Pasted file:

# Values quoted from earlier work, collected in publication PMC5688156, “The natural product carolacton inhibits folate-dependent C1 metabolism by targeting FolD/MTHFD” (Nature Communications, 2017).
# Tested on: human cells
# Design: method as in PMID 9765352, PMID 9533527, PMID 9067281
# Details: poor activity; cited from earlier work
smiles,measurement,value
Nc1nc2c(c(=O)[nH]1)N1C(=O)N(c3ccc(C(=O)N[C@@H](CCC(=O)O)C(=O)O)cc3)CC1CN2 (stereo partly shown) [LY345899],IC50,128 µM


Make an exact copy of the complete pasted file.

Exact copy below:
# Values quoted from earlier work, collected in publication PMC5688156, “The natural product carolacton inhibits folate-dependent C1 metabolism by targeting FolD/MTHFD” (Nature Communications, 2017).
# Tested on: human cells
# Design: method as in PMID 9765352, PMID 9533527, PMID 9067281
# Details: poor activity; cited from earlier work
smiles,measurement,value
Nc1nc2c(c(=O)[nH]1)N1C(=O)N(c3ccc(C(=O)N[C@@H](CCC(=O)O)C(=O)O)cc3)CC1CN2 (stereo partly shown) [LY345899],IC50,128 µM